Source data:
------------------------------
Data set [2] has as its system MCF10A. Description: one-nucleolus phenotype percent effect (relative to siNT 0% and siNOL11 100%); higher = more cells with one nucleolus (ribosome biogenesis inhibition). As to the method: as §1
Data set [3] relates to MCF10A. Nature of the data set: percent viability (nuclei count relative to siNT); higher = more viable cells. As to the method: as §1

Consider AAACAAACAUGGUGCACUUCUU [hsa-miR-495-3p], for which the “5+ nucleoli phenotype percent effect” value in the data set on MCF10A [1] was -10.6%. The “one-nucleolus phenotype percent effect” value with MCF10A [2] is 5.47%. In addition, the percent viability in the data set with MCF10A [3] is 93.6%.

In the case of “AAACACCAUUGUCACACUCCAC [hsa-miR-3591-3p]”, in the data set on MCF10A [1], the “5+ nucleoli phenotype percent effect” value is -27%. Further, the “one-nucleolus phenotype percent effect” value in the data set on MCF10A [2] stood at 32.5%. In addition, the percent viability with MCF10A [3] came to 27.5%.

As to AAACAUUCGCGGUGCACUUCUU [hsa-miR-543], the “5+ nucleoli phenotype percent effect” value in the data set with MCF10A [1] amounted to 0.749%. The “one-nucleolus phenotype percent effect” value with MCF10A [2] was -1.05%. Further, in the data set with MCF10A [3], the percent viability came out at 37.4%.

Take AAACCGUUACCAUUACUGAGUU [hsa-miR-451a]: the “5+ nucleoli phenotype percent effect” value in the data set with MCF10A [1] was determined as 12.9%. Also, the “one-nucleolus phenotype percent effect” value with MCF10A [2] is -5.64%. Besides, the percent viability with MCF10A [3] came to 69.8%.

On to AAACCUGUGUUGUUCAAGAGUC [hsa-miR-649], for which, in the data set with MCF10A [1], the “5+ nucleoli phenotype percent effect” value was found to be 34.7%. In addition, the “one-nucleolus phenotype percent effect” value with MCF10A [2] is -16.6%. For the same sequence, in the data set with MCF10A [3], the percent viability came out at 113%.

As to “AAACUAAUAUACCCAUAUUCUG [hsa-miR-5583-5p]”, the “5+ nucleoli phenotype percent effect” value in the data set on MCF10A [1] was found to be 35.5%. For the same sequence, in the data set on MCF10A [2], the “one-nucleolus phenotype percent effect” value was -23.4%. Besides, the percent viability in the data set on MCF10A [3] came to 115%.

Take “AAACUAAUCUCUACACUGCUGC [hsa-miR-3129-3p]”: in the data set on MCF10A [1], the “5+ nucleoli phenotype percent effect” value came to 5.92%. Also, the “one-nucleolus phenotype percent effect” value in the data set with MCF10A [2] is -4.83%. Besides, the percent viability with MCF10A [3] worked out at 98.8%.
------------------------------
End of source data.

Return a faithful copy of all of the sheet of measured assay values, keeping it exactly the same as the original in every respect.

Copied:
Data set [2] has as its system MCF10A. Description: one-nucleolus phenotype percent effect (relative to siNT 0% and siNOL11 100%); higher = more cells with one nucleolus (ribosome biogenesis inhibition). As to the method: as §1
Data set [3] relates to MCF10A. Nature of the data set: percent viability (nuclei count relative to siNT); higher = more viable cells. As to the method: as §1

Consider AAACAAACAUGGUGCACUUCUU [hsa-miR-495-3p], for which the “5+ nucleoli phenotype percent effect” value in the data set on MCF10A [1] was -10.6%. The “one-nucleolus phenotype percent effect” value with MCF10A [2] is 5.47%. In addition, the percent viability in the data set with MCF10A [3] is 93.6%.

In the case of “AAACACCAUUGUCACACUCCAC [hsa-miR-3591-3p]”, in the data set on MCF10A [1], the “5+ nucleoli phenotype percent effect” value is -27%. Further, the “one-nucleolus phenotype percent effect” value in the data set on MCF10A [2] stood at 32.5%. In addition, the percent viability with MCF10A [3] came to 27.5%.

As to AAACAUUCGCGGUGCACUUCUU [hsa-miR-543], the “5+ nucleoli phenotype percent effect” value in the data set with MCF10A [1] amounted to 0.749%. The “one-nucleolus phenotype percent effect” value with MCF10A [2] was -1.05%. Further, in the data set with MCF10A [3], the percent viability came out at 37.4%.

Take AAACCGUUACCAUUACUGAGUU [hsa-miR-451a]: the “5+ nucleoli phenotype percent effect” value in the data set with MCF10A [1] was determined as 12.9%. Also, the “one-nucleolus phenotype percent effect” value with MCF10A [2] is -5.64%. Besides, the percent viability with MCF10A [3] came to 69.8%.

On to AAACCUGUGUUGUUCAAGAGUC [hsa-miR-649], for which, in the data set with MCF10A [1], the “5+ nucleoli phenotype percent effect” value was found to be 34.7%. In addition, the “one-nucleolus phenotype percent effect” value with MCF10A [2] is -16.6%. For the same sequence, in the data set with MCF10A [3], the percent viability came out at 113%.

As to “AAACUAAUAUACCCAUAUUCUG [hsa-miR-5583-5p]”, the “5+ nucleoli phenotype percent effect” value in the data set on MCF10A [1] was found to be 35.5%. For the same sequence, in the data set on MCF10A [2], the “one-nucleolus phenotype percent effect” value was -23.4%. Besides, the percent viability in the data set on MCF10A [3] came to 115%.

Take “AAACUAAUCUCUACACUGCUGC [hsa-miR-3129-3p]”: in the data set on MCF10A [1], the “5+ nucleoli phenotype percent effect” value came to 5.92%. Also, the “one-nucleolus phenotype percent effect” value in the data set with MCF10A [2] is -4.83%. Besides, the percent viability with MCF10A [3] worked out at 98.8%.